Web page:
Grand Lake o' the Cherokees

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Grand Lake o' the Cherokees
View of a portion of Grand Lake near Grove, Oklahoma
LocationDelaware / Ottawa / Mayes counties, Oklahoma, USA
Coordinates36°36′43″N 94°50′29″W / 36.6119°N 94.8415°W / 36.6119; -94.8415Coordinates: 36°36′43″N 94°50′29″W / 36.6119°N 94.8415°W / 36.6119; -94.8415
Basin countriesUnited States
Surface area46,500 acres (18,800 ha)
Surface elevation742 ft (226 m)
SettlementsGrove, Oklahoma, Disney, Oklahoma
 
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Grand Lake o' the Cherokees
View of a portion of Grand Lake near Grove, Oklahoma
LocationDelaware / Ottawa / Mayes counties, Oklahoma, USA
Coordinates36°36′43″N 94°50′29″W / 36.6119°N 94.8415°W / 36.6119; -94.8415Coordinates: 36°36′43″N 94°50′29″W / 36.6119°N 94.8415°W / 36.6119; -94.8415
Basin countriesUnited States
Surface area46,500 acres (18,800 ha)
Surface elevation742 ft (226 m)
SettlementsGrove, Oklahoma, Disney, Oklahoma

Grand Lake o' the Cherokees is situated in Northeast Oklahoma, nestled in the foothills of the Ozark Mountain Range. The "o'" in the name of the lake stands for of not over. Grand Lake Of the Cherokees is the official name.[dubious ] It is often simply called Grand Lake. It is administered by the Grand River Dam Authority (GRDA).

Contents

History

The Encyclopedia of Oklahoma History and Culture credits Henry Holderman, a member of the Cherokee tribe, as first envisioning Grand River as a source for hydroelectric power for the Cherokee Nation. Even prior to Oklahoma statehood in 1907, Holderman began building political support for such a project. A feasibility study by the Army Corps of Engineers attracted favorable attention in the Oklahoma legislature, leading to creation of the Grand River Dam Authority (GRDA), a state agency, in 1935. Construction began in 1938 on the Pensacola Dam on the Grand River (lower Neosho River) as a Works Progress Administration project. The dam was completed in March 1940, creating the lake behind it. Between 1941 and 1946, the U.S. government took control of Pensacola Dam to divert power to the war effort. Control was returned to the GRDA by the Congress and President Truman amid local celebration in August 1946.[1]

Pensacola Dam

Alt text
Aerial View of Pensacola Dam and Grand Lake

Pensacola Dam is claimed to be the longest multiple arch dam in the world, its main span consisting of 51 arches totaling 5,145 feet (1,568 m) in length, and supporting a walkway and narrow two lane highway. A 120 megawatt, 6-unit powerhouse sits at the west end, with 21 spillways on the east end.[2] The project's chief engineer was W. R. Holway (who was also responsible for Tulsa's Spavinaw water project), while the architect of record for the PWA-style Art Deco design of the dam and powerhouse was Tulsan John Duncan Forsyth.[3][4][5][6]

Another mile east, through the town of Disney, lie two small sister dams known as "the spillways" with an additional 21 gates, surrounded by public parks and launching ramp. 510,000 cubic yards (390,000 m³) of concrete were used in the construction of Pensacola Dam, poured 24 hours a day in just 20 months with depression-era labor. The lake, and the electric utilities, as well as other projects in the region, along the Grand River are administered by the Grand River Dam Authority, an agency created by the Oklahoma legislature in 1935.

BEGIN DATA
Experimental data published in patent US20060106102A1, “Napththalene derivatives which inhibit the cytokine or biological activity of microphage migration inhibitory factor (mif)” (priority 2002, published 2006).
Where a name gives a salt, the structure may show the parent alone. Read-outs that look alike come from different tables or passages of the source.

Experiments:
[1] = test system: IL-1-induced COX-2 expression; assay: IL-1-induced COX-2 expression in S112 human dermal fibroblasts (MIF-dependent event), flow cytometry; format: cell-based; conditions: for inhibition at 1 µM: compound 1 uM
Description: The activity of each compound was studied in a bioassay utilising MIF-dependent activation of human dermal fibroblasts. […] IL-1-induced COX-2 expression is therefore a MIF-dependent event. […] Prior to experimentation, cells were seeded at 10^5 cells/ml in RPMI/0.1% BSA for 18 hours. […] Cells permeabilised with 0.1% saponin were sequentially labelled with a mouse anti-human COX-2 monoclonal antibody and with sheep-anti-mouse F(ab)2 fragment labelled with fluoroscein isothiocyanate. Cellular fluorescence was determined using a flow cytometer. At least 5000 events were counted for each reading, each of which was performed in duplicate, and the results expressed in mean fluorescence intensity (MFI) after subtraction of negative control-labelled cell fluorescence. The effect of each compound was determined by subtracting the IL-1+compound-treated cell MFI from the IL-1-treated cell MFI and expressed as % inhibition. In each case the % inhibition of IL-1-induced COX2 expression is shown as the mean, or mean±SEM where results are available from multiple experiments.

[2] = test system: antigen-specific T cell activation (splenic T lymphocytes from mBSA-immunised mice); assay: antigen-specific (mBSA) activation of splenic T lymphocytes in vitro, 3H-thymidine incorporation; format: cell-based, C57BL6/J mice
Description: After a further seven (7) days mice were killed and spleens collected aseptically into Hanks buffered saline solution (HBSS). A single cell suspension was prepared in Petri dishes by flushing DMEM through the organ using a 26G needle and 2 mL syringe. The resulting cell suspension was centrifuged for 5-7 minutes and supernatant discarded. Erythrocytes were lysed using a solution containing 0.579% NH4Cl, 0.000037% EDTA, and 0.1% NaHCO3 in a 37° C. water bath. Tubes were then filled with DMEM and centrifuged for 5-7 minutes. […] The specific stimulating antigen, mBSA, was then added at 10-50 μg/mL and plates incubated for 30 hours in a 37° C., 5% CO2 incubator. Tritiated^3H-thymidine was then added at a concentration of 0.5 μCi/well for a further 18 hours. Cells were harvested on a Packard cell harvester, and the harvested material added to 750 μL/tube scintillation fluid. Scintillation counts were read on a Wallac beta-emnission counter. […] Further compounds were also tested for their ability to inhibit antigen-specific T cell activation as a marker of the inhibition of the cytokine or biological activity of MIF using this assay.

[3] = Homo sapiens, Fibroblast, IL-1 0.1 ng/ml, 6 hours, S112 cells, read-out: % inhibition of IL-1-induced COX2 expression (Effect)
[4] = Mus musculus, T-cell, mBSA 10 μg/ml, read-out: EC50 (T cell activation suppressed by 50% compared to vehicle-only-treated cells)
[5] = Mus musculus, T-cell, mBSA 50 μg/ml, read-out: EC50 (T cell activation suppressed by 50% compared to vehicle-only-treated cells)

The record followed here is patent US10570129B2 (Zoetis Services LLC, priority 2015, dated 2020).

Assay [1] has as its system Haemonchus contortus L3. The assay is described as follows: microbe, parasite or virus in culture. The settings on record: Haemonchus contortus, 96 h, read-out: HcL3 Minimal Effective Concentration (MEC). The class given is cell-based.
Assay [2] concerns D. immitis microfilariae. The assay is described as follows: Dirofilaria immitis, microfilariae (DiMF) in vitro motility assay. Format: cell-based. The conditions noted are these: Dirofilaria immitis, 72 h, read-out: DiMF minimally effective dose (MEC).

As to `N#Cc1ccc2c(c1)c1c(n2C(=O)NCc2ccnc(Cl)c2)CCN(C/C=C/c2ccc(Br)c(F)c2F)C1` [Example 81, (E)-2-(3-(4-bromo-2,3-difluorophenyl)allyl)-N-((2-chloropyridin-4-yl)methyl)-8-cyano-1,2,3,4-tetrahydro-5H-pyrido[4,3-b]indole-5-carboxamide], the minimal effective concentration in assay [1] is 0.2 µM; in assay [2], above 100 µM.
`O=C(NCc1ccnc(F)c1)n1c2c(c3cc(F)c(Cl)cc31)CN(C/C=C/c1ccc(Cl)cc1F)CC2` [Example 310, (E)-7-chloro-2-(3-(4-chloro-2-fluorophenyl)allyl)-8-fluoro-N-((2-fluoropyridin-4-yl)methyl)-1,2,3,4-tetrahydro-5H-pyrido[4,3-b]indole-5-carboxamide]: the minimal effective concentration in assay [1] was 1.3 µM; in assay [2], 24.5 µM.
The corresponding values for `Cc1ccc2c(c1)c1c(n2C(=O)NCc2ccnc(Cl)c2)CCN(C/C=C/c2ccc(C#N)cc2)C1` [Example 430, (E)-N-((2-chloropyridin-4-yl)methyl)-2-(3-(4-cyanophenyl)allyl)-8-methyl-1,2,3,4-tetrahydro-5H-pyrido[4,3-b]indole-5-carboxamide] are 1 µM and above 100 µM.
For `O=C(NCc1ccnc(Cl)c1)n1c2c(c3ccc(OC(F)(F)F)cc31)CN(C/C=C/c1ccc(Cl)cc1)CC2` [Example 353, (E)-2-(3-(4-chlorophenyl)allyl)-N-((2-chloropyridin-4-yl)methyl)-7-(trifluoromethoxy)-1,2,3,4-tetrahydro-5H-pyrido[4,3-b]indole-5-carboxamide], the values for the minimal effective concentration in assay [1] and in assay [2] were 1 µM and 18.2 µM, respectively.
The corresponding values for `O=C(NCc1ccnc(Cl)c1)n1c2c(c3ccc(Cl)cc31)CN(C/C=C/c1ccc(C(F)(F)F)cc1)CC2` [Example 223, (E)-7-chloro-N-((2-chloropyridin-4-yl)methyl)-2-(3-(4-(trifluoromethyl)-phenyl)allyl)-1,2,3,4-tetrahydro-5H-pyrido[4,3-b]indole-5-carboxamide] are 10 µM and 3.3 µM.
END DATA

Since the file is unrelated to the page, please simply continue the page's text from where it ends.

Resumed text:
Grand Lake has a surface area of 46,500 acres (188 km2) of water and 1,300 miles (2,100 km) of shoreline. Unlike other lakes in Oklahoma, Grand Lake is a deep and mostly rocky lake. Its mean elevation is 742 ft (226 m) above sea level.[2] In recent years, low fall elevations of 741 were kept by the GRDA to allow millet seeding for migratory waterfowl, resulting in conflict between property owners, environmentalists, and federal agencies. While not expressly built for flood control, Grand Lake contributes to the flood-prone Arkansas River watershed. The Army Corps of Engineers controls releases into the McClellan-Kerr Arkansas River Navigation System when lake levels exceed 745 feet (227 m), although locking into Grand Lake is not possible. Grand Lake and its neighbor, Lake Hudson (also managed by the GRDA), are the only two major lakes in the state where one can build directly on the waterfront.

Recreation

The lake is a popular destination for entertainment in the Green Country region. There are a number of shows in the area, as well as resorts, and a tour boat called the Cherokee Queen, which has been in operation since the 1940s. Consistently ranked among the top bass fishing lakes in the United States, Grand also houses a wide variety of other sport and non-sport fishing. Due to its NE to SW orientation, it attracts sailboaters from across the country as well.[2]

In literature

See also

References

  1. ^ "Encyclopedia of Oklahoma History and Culture: Grand River Dam Authority." Accessed February 27, 2011.[1]
  2. ^ a b c "Eyes on Texas & Oklahoma: Grand Lake o' the Cherokees" Website
  3. ^ Pensacola Dam at Oklahoma National Register Properties, Oklahoma Historical Society, State Historic Preservation Office website.
  4. ^ Jim Gabbert, "5 Buildings by John Duncan Forsyth", Preservation Oklahoma News, July 2006, p.5.
  5. ^ Donald C. Jackson, Great American Bridges and Dams: A National Trust Guide (John Wiley and Sons, 1988) ISBN 978-0-471-14385-7, p.254 (excerpt available at Google Books).
  6. ^ Historical Atlas of Oklahoma (University of Oklahoma Press, 2006), p. 12, ISBN 978-0-8061-3483-3 (excerpt available at Google Books).

External links